“The Talon 22 is a highly functional daypack that can carry your gear across multiple disciplines,” wrote our tester. “It’s loaded with thoughtful features, like trekking-pole attachments, a helmet-carry system, and an ice-tool loop.”
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This shoe was one of our favorite pieces of men’s cycling gear in our 2019 Summer Buyer’s Guide. The AM7s don’t get major points for style, but the comfortable fit more than made up for it. With a moderately still midsole, we found the shoe ideal for a few hours of riding.
For long days on a bike, this is the helmet you want. When we reviewed it back in 2015, our tester Aaron Gulley wrote: “The Z1 has 31 gaping vents, breathes better than André Greipel in a sprint, and kept us cool on even the muggiest afternoons.”
Wild Rye makes some of our favorite women's MTB apparel. “Wild Rye nailed the stretchy-durable balance here: the Freel moves just right in the saddle, but the fabric isn’t so thin that an errant piñon will shred it,” our tester wrote in our 2019 Summer Buyer's Guide.
Breathability and grip are the focus of the Air, both of which are key when you’re shredding singletrack. The upper is designed from a Lycra mesh that keeps things cool, while the palm benefits from sticky synthetic leather. Just don’t buy a pair expecting extra cushion, because there’s no padding in the palm.
This is the jacket you want for cold-weather cycling. Packing smaller than a soda can, the Barrier Lite provides wind protection and water resistance. The jacket is ideal for “when temperatures fluctuate 20 degrees,” said triathlete, Jesse Thomas.
The Ardent tires have aggressive, block-style knobs for superior traction on rocky terrain. They’re tubeless ready, so you can use them with or without an inner tube. Also available in a 29-inch diameter.
This shoe is stylish enough for around town but has the technical chops for charging down singletrack. The dot-rubber Stealth Phantom outsole is key for gripping flat pedals even on bumpy rides and is non-marking, so you don’t have to worry about them messing up floors inside. Plus, the shoes make a great gift for avid mountain bikers.
At 14 ounces, the Carlito is among the lightest U-locks on the market. Is lighter safer? Absolutely not. But this Rocky Mounts model is small enough to stow in a pocket, fits around most frames and racks, and has an alloy frame that provides protection against casual would-be used-bike owners.
We included this mountain-bike shoe in our roundup of the best gifts for cyclists because it’s stylish, functional, and comfortable. We especially like the grippy Stealth S1 rubber for sticking to flat pedals while on rough trails. Plus, the suede-and-mesh upper looks good enough around town during off-the-bike adventures.
One of our favorite shackets, the United by Blue Snap is stuffed with a blend of bison fiber and recycled polyester, making it warm for its weight and exceptional at quashing odors. Pro tip: The jacket runs small, so we suggest sizing up.
This stackable pint won our Gear Guy’s test of the best insulated cups. “It had the best insulation of the bunch, and the base fits nicely in a cupholder,” he wrote. “I’ll never complain about a beer mug that can pull double duty for coffee in the mornings.”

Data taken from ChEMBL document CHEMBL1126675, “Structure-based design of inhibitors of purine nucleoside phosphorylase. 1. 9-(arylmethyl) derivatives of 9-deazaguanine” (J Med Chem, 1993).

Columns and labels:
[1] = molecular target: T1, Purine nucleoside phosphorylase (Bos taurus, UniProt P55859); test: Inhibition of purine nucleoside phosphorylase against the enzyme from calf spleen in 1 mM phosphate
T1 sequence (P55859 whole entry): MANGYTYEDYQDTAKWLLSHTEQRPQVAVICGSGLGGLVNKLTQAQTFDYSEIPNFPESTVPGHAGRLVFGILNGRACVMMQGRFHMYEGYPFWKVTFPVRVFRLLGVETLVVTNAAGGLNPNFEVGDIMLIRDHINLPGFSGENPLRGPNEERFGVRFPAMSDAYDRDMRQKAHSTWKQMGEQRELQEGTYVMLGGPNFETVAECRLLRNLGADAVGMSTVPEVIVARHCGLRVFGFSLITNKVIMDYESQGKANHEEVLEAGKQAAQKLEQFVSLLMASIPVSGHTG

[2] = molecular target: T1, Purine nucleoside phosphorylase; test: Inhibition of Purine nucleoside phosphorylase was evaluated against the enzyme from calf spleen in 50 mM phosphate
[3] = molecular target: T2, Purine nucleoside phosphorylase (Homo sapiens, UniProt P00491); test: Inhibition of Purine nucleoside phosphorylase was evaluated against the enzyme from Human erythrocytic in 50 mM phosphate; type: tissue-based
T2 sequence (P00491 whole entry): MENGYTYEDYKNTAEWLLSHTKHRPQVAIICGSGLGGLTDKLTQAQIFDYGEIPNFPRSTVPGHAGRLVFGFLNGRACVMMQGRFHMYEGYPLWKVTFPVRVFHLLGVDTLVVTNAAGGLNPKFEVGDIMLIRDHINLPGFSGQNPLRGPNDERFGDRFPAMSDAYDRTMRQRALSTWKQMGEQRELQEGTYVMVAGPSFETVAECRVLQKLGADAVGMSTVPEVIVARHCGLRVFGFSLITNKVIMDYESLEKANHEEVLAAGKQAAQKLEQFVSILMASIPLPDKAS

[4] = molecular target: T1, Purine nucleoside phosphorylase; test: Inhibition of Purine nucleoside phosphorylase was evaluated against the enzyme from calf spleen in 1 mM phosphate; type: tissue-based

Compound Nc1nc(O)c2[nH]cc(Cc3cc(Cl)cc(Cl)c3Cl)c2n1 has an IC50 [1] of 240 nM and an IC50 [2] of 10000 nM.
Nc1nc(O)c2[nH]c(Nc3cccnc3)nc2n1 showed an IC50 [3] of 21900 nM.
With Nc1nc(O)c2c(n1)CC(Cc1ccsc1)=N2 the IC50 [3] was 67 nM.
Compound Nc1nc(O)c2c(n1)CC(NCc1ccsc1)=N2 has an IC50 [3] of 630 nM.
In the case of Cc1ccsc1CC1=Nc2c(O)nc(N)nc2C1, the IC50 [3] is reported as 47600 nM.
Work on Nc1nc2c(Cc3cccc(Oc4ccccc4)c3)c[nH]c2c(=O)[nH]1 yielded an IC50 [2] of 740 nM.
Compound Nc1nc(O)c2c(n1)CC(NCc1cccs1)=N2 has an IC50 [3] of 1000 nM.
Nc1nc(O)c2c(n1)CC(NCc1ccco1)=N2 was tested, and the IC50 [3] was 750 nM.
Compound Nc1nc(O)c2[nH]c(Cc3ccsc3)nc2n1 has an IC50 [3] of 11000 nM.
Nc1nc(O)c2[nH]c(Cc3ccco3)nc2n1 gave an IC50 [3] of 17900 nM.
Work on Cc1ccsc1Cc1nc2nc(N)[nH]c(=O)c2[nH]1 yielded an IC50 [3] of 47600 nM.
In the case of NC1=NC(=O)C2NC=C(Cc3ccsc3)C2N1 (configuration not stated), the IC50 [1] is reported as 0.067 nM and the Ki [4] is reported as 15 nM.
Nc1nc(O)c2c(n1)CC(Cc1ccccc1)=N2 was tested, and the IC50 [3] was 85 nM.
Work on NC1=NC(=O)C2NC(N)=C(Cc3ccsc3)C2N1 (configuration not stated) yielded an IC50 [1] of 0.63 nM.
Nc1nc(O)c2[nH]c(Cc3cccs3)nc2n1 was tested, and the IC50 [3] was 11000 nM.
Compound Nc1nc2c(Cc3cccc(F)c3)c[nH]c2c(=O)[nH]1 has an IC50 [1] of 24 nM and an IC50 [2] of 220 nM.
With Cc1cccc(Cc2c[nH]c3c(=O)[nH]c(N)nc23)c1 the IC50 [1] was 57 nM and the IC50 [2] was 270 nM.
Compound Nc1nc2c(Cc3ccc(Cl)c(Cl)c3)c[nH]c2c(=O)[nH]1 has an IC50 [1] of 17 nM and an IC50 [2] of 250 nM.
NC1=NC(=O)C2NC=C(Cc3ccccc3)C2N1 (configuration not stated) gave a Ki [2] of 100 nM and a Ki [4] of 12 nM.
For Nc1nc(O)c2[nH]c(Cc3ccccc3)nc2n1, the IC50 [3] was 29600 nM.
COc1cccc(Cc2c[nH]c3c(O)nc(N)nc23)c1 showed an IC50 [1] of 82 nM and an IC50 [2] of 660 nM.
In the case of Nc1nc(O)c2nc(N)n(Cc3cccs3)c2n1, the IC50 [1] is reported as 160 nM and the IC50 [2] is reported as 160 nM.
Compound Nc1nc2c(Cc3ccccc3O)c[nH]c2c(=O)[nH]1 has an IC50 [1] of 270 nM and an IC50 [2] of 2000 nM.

Our Gear Guy called the Lowball the only Yeti product you actually need. “I’ve been using this tumbler almost every day since August 2015, and after four and a half years of heavy use, it still works just as well as the day I got it,” he wrote.
We included this rain jacket in our 2017 Summer Buyer’s Guide. “The exterior nylon is tough, wind-resistant, and stretchy, while the interior is lined with a buttery knit that adds warmth for alpine starts and windy ridge walks,” our tester wrote. The lining does make the jacket less breathable, so it’s best for slower-paced activities.
Coffee is significantly better when it’s hot, which is why the Rambler mug is an absolute must-have for camping, travel, or around the house. The double-wall vacuum-insulated mug keeps a 24-ounce cup of joe warm for hours. And it’s dishwasher safe.
The Daylite doesn’t come with a bladder, but there’s storage aplenty: 20 liters in the main compartment plus an exterior pocket. The sleeve in the main compartment can house a reservoir you buy separately, or it’ll accommodate a tablet or small laptop if you’re just using it for commuting. If you’re extra thirsty, two side bottle pockets boost the Daylites water-carrying capacity.
The Charge 3 tracks exercise in 15 different sport modes, including pace, distance, and heart rate, and there’s sleep-tracking function. On top of that, it features women’s health tracking, water resistance up to 50 meters, and a blood oxygen sensor that tracks disruptions in breathing during sleep.
Outside contributor Wes Siler called these the best hiking boots he’s tested. “If you need ankle support and weather protection, then you’ll find more of that in these Altras at less of a weight penalty, and with more comfort, traction, and support, than you will in just about anything else,” he wrote.
This winter-specific Buff has Polartec fleece on the lower half for extra warmth and Buff’s standard polyester-elastane material on the upper half, so you can dial in the exact coverage you need for the conditions. The four-way stretch piece can be used as a bandana or scarf and has UPF 50 protection against the sun.